Much has been discussed about the ‘electoral impact’ of the Bharat Jodo Yatra. A nationwide march conducted roughly 18 months before the national elections in 2024 is clearly not intended to be an election campaign. What it was intended for, and what it has achieved, is to strengthen the party and its connection with the people. This has to be taken further. People are hurting.
They are hurting because living conditions are becoming harder, because they are not safe and because they are losing faith in securing their future. The BJP wants to use this hopelessness with an appeal to an imagined past. The Congress is projecting itself as a party that looks to the future. The BJP’s promises are never tangible. It makes rhetorical statements about prosperity and power 20 or 30 years in the future. It is secure in the knowledge that the dramatis personae who make these promises will not be available to be held accountable for their fulfilment. The idea behind the Yatra is to reiterate the ideas that Congress and its leadership stand for. The ideas of equality, whether social, economic or political, are reaffirmed every time the phrase ‘Bharat Jodo’ is uttered, described or even decried. The arduous nature of the march has ensured that the commitment to ‘Bharat Jodo’ cannot be ignored.
Rahul Gandhi’s Bharat Jodo Yatra, which is in its fifth month now and nearing its culmination at Srinagar, has been an effective counter to the well-funded campaign against him and the Congress. The unprecedented scale of this padayatra has clearly rattled the ruling dispensation. The short-lived stunt of Prime Minister Narendra Modi and BJP MPs wearing masks in the Lok Sabha when the yatra was entering Delhi, which reflected an attempt to attack and even stop the yatra on the ground of public health, was quite telling. The bizarre roadshow of the prime minister to the BJP headquarters in Delhi, dutifully broadcast live on TV channels, was also an obvious attempt to mimic the atmosphere of the yatra.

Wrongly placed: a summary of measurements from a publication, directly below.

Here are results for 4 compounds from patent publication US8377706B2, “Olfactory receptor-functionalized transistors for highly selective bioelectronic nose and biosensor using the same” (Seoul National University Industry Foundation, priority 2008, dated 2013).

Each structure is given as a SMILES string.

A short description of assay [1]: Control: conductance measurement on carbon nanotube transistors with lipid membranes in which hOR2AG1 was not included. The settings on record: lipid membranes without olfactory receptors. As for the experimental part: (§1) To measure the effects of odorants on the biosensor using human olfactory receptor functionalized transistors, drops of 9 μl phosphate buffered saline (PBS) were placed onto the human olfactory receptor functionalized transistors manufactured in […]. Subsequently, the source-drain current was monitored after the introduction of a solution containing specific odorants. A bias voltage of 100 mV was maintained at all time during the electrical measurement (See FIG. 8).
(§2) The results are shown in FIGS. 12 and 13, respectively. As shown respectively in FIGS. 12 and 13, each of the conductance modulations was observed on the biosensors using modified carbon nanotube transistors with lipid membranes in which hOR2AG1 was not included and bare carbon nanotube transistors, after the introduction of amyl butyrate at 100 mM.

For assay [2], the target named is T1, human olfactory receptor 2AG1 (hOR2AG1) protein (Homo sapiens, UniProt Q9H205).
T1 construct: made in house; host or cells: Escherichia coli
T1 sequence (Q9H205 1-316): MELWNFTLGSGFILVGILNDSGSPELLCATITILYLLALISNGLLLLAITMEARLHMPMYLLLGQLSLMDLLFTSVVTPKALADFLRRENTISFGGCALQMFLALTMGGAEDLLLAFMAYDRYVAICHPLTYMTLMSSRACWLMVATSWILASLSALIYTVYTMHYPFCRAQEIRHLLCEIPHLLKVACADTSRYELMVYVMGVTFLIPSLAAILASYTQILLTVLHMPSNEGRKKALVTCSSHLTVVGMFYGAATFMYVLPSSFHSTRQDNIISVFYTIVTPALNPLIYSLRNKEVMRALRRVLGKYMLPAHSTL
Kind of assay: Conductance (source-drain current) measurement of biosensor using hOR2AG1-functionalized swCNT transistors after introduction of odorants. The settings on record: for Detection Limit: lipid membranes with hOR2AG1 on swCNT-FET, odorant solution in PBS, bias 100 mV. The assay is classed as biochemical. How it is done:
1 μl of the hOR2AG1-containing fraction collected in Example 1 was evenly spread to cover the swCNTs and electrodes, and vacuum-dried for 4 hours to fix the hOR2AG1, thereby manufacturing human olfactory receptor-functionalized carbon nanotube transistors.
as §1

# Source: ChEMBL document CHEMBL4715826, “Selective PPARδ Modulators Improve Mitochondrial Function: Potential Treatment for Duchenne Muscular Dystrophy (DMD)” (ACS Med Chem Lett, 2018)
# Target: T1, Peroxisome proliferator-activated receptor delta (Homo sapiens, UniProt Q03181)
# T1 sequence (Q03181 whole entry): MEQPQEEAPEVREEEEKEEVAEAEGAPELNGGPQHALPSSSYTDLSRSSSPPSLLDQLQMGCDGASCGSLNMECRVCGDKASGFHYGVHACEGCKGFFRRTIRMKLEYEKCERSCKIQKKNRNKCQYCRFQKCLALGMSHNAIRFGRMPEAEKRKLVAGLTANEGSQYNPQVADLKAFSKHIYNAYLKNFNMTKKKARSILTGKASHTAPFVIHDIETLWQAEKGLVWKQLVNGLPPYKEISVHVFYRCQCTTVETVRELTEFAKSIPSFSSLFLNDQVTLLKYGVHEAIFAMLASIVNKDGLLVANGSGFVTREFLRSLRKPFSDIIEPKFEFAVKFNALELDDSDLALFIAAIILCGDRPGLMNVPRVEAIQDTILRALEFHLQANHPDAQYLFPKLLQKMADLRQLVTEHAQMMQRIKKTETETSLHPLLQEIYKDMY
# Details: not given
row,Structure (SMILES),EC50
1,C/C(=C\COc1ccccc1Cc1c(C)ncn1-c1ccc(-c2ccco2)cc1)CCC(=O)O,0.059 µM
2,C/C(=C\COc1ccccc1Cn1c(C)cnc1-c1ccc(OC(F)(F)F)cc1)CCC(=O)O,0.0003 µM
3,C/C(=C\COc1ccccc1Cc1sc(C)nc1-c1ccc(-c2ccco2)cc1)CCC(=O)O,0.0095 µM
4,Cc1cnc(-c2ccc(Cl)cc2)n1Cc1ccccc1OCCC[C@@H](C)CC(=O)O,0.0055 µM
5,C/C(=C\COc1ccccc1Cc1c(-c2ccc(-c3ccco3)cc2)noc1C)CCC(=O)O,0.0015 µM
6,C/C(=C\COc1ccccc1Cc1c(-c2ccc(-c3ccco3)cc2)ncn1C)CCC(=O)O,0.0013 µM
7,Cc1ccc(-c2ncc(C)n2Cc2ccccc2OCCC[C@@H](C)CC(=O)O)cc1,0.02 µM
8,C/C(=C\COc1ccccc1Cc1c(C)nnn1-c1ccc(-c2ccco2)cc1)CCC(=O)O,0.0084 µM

The political battle lines now seem to be demarcated by the yatra, for parties both for and against it. While the SP and the BSP did not participate in the yatra in UP, they did send letters of support. Parties like the BRS, AAP and AIMIM, which perhaps fear a Congress resurgence more than continued BJP rule, have been more hostile. The Congress is now the focus of conversation in a way that it has not been for a while.
The Bihar Congress has already initiated its own yatra and the Telangana Congress has also announced a yatra in that state, apart from the ‘Haath se Haath Jodo’ march. The momentum that has been created has to be maintained, and the party is keen to do so. A yatra from Gujarat to Assam in 2023 seems to be under consideration. Padayatras give an opportunity to directly connect with the people. In a time when much of the media function as propaganda arms of the government, this direct connect is clearly the way forward. Congress workers are more energised than they have been in the last eight years and there is a clear template to move forward. Even beyond padayatras, the party can initiate mass contact programs. Congress workers going from house to house with a signature campaign against the Centre’s policy of excessive taxing on petrol, approaching software workers about their unfair contract terms, or middle class flat buyers regarding their unending harassment at the hand of builders. The possibilities are endless.
Congress workers can use the current momentum and do millions of micro-yatras, visiting households in their districts/villages, and remain in constant dialogue with them. The party’s offices ought to be seen as the places to go when a citizen suffers at the hands of an unfeeling government. This was what the Congress used to be, and what it needs to become again.
Sarim Naved is a Delhi-based lawyer.